With Vringo zeroing in on the wireless handset space, a quick check of the handset market is warranted. Recent research suggests the handset market largely consists of Apple and Samsung, with everyone else trailing in their wake. Apple (AAPL) and Samsung (OTC:SSNLF) enjoy a two-party hammerlock on smartphones with 90% of the market, with everyone else splitting the remainder. From a recent New York Times blog:

'90% of the profits in the smartphone space are going to Apple and Samsung, and everyone else from Motorola to Research In Motion to LG to Nokia are picking up the scraps of that 10%,' said Charlie Kindel, a former manager at Microsoft who writes about the mobile industry. 'There's no real sign that's changing anytime soon.'

Importantly, one of those two significant targets may be largely off the table. Nokia revealed in its most recent annual report:

On June 14, 2011, before any of the cases reached final judgment, [Nokia and Apple] reached a settlement of all patent litigation between the companies ... under which they granted a license to each other of their essential patents as well as certain other patents.

Vringo made a big deal about the standards essential patents it acquired, but the prior Nokia disclosure suggests that the possible market available for new licenses is limited, for all practical purposes, to Samsung. What's more, while it may not be possible to determine what "certain other patents" were already licensed by Nokia to Apple, we do know from the same report that "on-going royalties [will] be paid by Apple to Nokia for the term of the agreement." What are the chances Nokia would sell Vringo patents it could use against Apple when Nokia is counting on these future royalty payments? Furthermore, Vringo did not disclose that they would be entitled to a share of Apple's future royalty payments.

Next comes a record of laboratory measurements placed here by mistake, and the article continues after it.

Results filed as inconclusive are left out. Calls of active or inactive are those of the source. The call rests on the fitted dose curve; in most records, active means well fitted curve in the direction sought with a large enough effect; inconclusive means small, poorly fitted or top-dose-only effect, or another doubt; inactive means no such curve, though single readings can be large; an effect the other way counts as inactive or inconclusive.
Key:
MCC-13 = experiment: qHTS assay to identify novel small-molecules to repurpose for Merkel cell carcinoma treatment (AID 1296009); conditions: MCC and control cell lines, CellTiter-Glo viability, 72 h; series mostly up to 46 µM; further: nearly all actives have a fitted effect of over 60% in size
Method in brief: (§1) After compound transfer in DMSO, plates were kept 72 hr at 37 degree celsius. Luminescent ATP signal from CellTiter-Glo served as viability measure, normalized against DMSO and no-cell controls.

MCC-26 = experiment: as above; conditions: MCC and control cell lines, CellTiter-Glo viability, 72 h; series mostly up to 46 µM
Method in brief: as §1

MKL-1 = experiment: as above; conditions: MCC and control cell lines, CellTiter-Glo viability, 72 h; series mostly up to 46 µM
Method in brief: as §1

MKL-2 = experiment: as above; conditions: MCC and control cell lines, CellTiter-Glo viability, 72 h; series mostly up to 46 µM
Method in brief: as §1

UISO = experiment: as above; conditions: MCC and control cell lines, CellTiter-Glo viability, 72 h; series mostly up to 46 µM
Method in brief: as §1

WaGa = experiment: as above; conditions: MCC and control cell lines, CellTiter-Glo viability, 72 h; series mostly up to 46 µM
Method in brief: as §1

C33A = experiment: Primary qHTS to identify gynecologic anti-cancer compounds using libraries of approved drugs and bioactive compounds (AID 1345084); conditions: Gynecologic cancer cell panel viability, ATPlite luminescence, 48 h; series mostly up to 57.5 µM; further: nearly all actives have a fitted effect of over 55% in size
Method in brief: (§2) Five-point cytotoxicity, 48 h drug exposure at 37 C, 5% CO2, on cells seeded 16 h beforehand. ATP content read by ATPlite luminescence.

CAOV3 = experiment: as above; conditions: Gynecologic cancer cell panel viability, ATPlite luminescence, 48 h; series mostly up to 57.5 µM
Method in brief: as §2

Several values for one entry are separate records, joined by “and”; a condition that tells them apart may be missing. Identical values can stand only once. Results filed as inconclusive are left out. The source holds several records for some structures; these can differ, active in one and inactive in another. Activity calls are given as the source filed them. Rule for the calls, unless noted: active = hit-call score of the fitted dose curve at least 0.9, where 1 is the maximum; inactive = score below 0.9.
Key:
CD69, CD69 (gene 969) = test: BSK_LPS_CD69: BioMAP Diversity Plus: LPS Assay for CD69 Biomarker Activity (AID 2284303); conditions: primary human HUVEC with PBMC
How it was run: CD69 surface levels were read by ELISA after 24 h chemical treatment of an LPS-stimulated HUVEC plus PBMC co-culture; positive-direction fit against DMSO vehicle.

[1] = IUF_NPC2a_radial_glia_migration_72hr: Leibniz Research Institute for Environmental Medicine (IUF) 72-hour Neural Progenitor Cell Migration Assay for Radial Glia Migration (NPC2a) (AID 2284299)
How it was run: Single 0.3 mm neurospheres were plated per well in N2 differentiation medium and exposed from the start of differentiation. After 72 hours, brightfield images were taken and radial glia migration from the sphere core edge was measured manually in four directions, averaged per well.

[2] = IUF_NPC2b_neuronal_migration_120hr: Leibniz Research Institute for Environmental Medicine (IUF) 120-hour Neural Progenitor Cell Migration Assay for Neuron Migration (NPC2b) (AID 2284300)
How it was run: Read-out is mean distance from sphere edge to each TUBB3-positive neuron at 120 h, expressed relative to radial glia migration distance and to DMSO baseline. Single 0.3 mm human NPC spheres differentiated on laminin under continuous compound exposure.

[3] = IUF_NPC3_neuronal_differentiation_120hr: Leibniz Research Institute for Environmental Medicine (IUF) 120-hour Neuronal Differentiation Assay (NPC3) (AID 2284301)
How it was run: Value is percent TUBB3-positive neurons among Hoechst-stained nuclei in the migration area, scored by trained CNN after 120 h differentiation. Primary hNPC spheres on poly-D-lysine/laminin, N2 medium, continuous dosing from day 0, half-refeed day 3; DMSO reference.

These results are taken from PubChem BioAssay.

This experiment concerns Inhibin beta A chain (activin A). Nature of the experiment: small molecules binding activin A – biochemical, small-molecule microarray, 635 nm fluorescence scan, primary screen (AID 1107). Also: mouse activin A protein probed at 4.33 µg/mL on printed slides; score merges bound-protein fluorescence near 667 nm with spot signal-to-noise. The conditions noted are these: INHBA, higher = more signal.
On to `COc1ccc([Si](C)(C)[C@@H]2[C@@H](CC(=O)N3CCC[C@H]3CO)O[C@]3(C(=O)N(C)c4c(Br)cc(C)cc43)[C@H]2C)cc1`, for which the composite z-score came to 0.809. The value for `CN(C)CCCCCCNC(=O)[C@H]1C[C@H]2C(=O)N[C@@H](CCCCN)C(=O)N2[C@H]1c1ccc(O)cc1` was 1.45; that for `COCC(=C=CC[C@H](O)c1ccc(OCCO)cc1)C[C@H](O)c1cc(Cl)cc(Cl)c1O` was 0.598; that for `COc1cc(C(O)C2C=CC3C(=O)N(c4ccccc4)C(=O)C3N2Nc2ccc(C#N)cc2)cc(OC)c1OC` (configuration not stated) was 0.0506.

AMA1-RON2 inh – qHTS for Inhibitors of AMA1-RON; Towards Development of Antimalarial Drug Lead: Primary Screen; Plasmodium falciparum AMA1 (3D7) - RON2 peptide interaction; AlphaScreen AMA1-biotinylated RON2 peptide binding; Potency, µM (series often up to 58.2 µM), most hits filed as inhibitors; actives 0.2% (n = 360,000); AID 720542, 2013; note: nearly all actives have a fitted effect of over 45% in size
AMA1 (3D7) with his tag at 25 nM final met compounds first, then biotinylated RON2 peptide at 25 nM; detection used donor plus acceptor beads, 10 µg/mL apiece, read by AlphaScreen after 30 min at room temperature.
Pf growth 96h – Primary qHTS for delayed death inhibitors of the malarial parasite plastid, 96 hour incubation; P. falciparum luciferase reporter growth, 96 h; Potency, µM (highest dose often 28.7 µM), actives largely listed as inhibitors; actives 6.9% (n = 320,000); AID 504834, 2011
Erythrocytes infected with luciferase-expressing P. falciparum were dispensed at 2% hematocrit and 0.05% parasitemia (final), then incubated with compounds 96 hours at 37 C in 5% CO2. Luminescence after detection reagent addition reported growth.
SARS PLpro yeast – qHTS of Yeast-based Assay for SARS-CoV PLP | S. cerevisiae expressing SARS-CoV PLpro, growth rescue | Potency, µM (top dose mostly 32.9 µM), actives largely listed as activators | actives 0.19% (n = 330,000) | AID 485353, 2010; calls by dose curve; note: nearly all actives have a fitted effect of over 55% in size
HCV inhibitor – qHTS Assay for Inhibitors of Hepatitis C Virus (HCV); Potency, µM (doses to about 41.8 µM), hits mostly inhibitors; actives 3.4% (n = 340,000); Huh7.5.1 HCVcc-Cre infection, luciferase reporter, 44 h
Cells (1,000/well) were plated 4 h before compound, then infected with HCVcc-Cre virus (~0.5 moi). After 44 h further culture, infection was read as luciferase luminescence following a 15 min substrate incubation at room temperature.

Expect Vringo to set its sights squarely on Samsung once the dust clears. Of course, Vringo should not expect Samsung to roll over and cut a $44 million check without a significant fight (witness Samsung's current battle with Apple, for example). Plus, any amount that Samsung might be willing to pay out of court would likely appear extremely unattractive given the large hole Vringo dug to start this venture. Thus, Vringo will almost certainly be banking on a courtroom victory to secure a profit, rather than racing to the security of a settlement.

For example, Vringo's recent settlement with AOL netted only $100,000 in revenue, which falls substantially short of what Vringo would likely have requested from a jury. A prospectus filed on Aug. 9 disclosed the following:

On July 30, 2012, I/P Engine and AOL entered into a partial settlement agreement, which resulted in I/P Engine granting a partial release of AOL as to certain claims raised in the lawsuit in exchange for $100,000.

AOL remains in the lawsuit because of its use of "white labeled" Google ad technology, but the settlement essentially obviates any need for AOL to maintain a separate defense, which likely motivated the payment.

Nevertheless, Vringo accepted a $100,000 payment despite the fact that AOL posted recent quarterly advertising revenues north of $330 million, which demonstrates the massive discount for trial risk that frequently accompanies litigation settlements. With future, aggressive litigation with Samsung almost certainly in its future, and trial outcomes being as uncertain as they are, the only thing to be certain of is that Vringo's purchase will pay off ... for Samsung's hourly fee lawyers.

Source: Will Vringo's $22 Million Patent Purchase Pay Off?